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With US$9.8 billion, head of Want Want richest man: Forbes

TAIPEI, Taiwan -- Want Want China Chairman Tsai Eng-meng (蔡衍明) is Taiwan's richest person, with a net worth of US$9.8 billion, according to a list of billionaires in the Greater China region released by Forbes yesterday.

Last year, Tsai was ranked 16th in Greater China with a net worth of US$6.2 billion. This year, he replaced Tsai Wan-tsai (蔡萬才), founder of Fubon Financial, to become the richest person on the island.

According to the list, although the Fubon Group founder saw a net worth increase, he was edged down to No. 18 in Greater China.

Hong Kong business magnate Li Ka-shin (李嘉誠), chairman of Cheung Kong (Holdings) Limited, was ranked the richest person in the region for the 15th consecutive time. Li saw a US$5.5 billion year-on-year increase in his net worth, which amounted to a total of US$31 billion.

Zong Qinghou (宗慶后), chairman of beverage producer Hangzhou Wahaha Group Co., Ltd., replaced Robin Li (李彥宏), founder of Web services company Baidu, to become the richest mainland Chinese person with a net worth US$11.6 billion. Zong is the only mainland Chinese citizen among the list's top 10.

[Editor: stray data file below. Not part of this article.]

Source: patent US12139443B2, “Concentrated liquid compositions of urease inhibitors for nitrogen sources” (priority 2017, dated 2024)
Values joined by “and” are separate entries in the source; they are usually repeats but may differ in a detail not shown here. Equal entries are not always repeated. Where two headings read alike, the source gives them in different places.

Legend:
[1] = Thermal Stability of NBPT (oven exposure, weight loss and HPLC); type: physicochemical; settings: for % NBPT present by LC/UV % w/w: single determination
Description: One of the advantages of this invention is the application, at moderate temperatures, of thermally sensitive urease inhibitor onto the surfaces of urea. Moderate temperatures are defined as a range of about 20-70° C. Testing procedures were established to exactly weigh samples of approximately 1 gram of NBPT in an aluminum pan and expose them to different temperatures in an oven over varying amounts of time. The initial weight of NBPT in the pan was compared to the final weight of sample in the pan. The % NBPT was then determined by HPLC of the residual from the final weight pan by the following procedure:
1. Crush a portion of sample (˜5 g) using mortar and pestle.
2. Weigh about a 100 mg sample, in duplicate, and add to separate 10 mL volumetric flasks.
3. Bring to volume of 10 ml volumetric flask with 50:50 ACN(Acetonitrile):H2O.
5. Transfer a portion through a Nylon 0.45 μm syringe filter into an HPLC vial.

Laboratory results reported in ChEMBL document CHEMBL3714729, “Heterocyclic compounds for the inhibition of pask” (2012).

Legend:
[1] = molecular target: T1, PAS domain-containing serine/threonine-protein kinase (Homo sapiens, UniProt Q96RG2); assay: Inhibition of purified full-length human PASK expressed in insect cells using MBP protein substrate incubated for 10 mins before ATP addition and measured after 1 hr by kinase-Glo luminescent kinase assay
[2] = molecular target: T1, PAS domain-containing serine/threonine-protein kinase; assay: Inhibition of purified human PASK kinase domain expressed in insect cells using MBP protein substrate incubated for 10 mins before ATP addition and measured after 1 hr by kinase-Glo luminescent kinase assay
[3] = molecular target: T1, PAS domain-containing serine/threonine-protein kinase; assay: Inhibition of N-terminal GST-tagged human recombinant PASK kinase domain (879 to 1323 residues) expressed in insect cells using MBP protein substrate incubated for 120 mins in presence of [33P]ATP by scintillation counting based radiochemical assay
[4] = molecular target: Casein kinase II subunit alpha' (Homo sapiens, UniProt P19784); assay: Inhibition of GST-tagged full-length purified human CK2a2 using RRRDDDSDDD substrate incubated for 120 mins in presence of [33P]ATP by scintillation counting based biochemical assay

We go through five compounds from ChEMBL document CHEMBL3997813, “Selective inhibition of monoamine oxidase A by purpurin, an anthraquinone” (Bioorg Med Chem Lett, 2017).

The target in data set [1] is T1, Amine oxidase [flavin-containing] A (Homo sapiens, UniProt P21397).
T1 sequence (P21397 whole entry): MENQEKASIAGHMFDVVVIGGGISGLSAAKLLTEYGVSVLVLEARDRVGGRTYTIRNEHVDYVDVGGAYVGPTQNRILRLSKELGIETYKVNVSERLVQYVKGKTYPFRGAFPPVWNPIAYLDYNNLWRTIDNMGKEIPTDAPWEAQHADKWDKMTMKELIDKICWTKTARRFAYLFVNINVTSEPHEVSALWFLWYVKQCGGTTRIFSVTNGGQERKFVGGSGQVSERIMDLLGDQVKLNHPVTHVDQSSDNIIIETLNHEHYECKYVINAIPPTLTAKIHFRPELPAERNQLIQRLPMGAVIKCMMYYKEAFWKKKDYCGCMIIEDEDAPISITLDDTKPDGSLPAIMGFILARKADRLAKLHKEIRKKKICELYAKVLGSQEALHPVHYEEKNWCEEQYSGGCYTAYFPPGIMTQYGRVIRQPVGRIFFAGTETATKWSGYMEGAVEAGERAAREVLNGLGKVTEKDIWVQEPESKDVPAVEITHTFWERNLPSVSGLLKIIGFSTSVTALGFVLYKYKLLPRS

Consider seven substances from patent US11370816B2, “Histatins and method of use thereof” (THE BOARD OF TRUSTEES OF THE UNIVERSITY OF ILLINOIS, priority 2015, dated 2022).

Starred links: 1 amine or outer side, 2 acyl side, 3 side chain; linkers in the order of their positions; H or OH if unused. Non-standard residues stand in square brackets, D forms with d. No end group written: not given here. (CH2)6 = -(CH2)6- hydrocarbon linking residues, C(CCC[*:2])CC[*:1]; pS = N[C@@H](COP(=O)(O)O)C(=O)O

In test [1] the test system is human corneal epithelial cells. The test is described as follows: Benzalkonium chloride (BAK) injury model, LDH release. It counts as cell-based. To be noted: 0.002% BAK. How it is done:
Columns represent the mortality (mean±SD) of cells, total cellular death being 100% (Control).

Li's net worth decreased to US$6.9 billion from US$10.2 billion after his stock holdings shrank in terms of share price.

Terry Gou (郭台銘), founder of Hon Hai Precision Industry Company Ltd., saw a year-on-year net worth decrease of US$400 million. Gou is currently ranked third in Taiwan with US$5.1 billion.

The top three spots on the list were all taken by Hong Kong real estate tycoons. Lee Shau-kee (李兆基), majority owner of Henderson Land Development Company Limited, ranked second with US$20.3 billion, while Sun Hung Kai Properties Joint-Chairmen Thomas Kwok (郭炳江) and Raymond Kwok (郭炳聯) placed third with US$20 billion.

Wealth in Greater China Increasingly Centralized

According to the survey, 47 people in Greater China became billionaires this year, representing a 24-percent year-on-year increase. The combined net worth of the region's 245 billionaires was increased by US$162.71 billion, reaching a total of US$718.46 billion — a 29-percent annual increase.

The fact that the latter percentage exceeds the former indicates that wealth is increasingly being centralized in the hands of the few, according to experts.

Fifty percent of those on the list were all represented by mainland Chinese citizens.

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